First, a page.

According to a new guidance statement from the American College of Physicians all adults should get screened for colon cancer once they get older to reduce their risk of dying from the nation's number two cancer killer.
“Only about 60 percent of American adults aged 50 and older get screened, even though the effectiveness of colorectal cancer screening in reducing deaths is supported by the available evidence,” Dr. Virginia L. Hood, president of American College of Physicians, said in a written statement.
A colonoscopy is considered the "gold standard" of screening tools, according to the College. During the 30-minute procedure, a thin, flexible tube with a tiny camera is guided through the large intestine to look for precancerous growths called polyps so they can be removed before they turn into cancer. “If polyps are identified, they are usually removed at the time of the procedure so they do not get a chance to grow into cancer, thereby preventing colon cancer,” said Dr. Bincy Abraham, assistant professor of medicine – gastroenterology at BCM. “Depending on the size, number and type of polyp(s), a repeat colonoscopy is recommended to monitor for any new growths that can occur.” If no polyps are found, the next colonoscopy screening can be done in 10 years for normal risk groups. If polyps are found, follow-up usually ranges from three to five years, however some may need more frequent screening, she said.
Colonoscopy - 3D Medical Animation || ABP ©
There are alternative screening options available including
- Barium enema: special X-rays of the colon and rectum.
- Virtual colonoscopy: a CT scan image of the colon that does not require the use of an endoscope.
- Flexible sigmoidoscopy: using a lighted scope, the procedure allows a physician to see inside the sigmoid colon and rectum
Abraham said having a traditional colonoscopy is ideal because it allows the physician to view the entire colon and it is both diagnostic and therapeutic. For example, a barium enema or a virtual colonoscopy could miss small polyps. “If polyps are found, the patient would still have to undergo preparation and schedule for a colonoscopy to remove them.” A flexible sigmoidoscopy only looks at a small portion of the colon and it could miss polyps or cancers in the right side of the colon.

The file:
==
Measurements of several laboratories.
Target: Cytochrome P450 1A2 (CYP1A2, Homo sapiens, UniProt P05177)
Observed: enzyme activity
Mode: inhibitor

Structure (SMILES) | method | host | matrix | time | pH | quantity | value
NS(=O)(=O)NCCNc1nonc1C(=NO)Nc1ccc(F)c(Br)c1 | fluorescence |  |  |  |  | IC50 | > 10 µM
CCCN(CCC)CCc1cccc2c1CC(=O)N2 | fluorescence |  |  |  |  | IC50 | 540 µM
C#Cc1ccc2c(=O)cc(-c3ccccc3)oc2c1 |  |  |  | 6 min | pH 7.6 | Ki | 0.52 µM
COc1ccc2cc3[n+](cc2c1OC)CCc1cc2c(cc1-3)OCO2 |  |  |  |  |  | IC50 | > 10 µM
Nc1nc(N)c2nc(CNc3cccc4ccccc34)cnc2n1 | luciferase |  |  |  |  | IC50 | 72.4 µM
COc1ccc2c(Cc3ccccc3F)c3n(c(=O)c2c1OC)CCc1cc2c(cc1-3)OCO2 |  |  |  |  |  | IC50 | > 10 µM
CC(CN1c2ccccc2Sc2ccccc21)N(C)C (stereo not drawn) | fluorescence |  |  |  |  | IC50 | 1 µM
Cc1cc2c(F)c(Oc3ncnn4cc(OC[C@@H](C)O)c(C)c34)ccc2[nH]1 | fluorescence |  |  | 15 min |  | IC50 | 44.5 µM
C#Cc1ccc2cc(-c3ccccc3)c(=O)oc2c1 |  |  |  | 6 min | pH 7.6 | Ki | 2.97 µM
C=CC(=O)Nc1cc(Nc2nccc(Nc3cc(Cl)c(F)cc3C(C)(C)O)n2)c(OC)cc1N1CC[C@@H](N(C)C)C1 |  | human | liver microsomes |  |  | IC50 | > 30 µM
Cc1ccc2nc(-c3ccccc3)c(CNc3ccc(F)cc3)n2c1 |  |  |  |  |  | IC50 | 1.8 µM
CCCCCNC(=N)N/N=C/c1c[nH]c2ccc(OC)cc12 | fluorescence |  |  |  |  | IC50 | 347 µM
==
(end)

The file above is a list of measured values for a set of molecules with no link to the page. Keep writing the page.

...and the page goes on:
The College’s new guidance statement includes recommendations from guidelines developed by other medical societies. According to the ACP, most adults should get screened for colon cancer beginning at age 50. People with a family history of colon cancer and others considered high-risk should get screened starting at age 40, or 10 years younger than the age of when your youngest family member was diagnosed with colon cancer. Other risk factors for colon cancer include age, race - African Americans have highest rates in U.S. - history of polyps or inflammatory bowel disease.
For those who want other options, there is a stool blood test the College recommends people get annually, or a flexible sigmoidoscopy - a thin camera tube that's inserted that looks at the lower parts of the colon - that people should get every five years.
“We encourage patients to engage in shared decision making with their physician when selecting a colorectal cancer screening test so that they understand the benefits and harms,” Hood said in the statement. “The success of any screening program, especially colorectal cancer screening, is dependent on the appropriate testing and follow-up of patients with abnormal screening results as well as following up with patients for repeat testing at designated intervals.”
The ACP further says that it does not recommend continued screening for adults over 75 because the harms - such as the need for biopsies if something is found - would outweigh the benefits at that age because the cancers may be too slow-growing to ever cause a problem. The College's position statement is available online in the March 6 issue of Annals of Internal Medicine.
Colon cancer is largely preventable as long as a person gets screened appropriately, said a gastroenterologist from the NCI-designated Dan L. Duncan Cancer Center at Baylor College of Medicine. Despite new options for screening, there is plenty of evidence to support that a traditional colonoscopy is still the best method of prevention, said Dr. Bincy Abraham.
Colon cancer is expected to take more than 51,000 American lives this year, second to only lung cancer. A recent study says the procedure actually saves lives. It found people who got a colonoscopy were 53 less likely to die from colon cancer than people who weren't screened. “There's no question that these are findings that we can take to the bank,” Robert Smith, director of screening at the American Cancer Society, said at the time. March is National Colon Cancer Awareness Month. It serves as an opportune time for everyone to be reminded and educated on the importance of colon cancer screening, Abraham said.